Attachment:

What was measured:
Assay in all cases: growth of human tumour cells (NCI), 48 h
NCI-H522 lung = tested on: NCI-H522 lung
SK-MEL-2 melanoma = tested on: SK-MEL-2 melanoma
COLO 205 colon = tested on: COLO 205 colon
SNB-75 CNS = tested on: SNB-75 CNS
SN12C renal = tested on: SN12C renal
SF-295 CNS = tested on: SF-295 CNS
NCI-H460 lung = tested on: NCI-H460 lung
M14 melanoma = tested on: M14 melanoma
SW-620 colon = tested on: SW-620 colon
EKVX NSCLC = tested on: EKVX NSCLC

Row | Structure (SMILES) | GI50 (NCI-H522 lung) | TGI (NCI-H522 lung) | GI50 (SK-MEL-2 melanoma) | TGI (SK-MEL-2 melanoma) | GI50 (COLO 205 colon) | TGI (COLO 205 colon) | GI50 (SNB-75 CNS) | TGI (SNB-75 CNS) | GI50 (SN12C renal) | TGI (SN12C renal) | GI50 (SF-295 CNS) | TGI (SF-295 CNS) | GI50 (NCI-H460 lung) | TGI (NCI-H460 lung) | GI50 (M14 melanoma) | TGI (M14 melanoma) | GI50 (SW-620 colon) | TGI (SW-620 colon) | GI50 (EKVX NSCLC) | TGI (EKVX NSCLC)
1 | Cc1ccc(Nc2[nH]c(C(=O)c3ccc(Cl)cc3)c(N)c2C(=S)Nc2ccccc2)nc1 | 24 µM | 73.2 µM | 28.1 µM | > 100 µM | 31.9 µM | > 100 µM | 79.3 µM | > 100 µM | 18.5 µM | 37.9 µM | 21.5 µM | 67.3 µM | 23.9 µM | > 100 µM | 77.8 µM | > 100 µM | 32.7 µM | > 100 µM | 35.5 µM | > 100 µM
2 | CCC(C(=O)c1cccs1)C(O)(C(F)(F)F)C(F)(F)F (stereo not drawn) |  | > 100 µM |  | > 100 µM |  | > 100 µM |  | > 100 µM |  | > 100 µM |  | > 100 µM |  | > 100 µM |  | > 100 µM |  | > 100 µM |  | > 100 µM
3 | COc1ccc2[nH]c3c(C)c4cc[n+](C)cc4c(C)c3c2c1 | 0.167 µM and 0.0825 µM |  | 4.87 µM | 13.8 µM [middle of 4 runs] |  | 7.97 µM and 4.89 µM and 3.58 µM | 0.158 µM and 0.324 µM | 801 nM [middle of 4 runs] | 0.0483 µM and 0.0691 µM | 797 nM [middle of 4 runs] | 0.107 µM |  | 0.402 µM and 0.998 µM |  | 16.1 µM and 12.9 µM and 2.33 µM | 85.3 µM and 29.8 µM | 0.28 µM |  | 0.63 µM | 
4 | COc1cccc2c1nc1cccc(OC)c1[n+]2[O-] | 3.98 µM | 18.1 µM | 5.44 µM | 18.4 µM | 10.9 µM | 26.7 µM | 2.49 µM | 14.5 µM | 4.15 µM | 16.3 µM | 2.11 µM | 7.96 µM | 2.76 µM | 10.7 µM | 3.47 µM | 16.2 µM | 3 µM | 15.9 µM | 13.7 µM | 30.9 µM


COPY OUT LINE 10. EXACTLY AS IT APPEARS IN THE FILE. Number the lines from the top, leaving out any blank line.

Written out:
M14 melanoma = tested on: M14 melanoma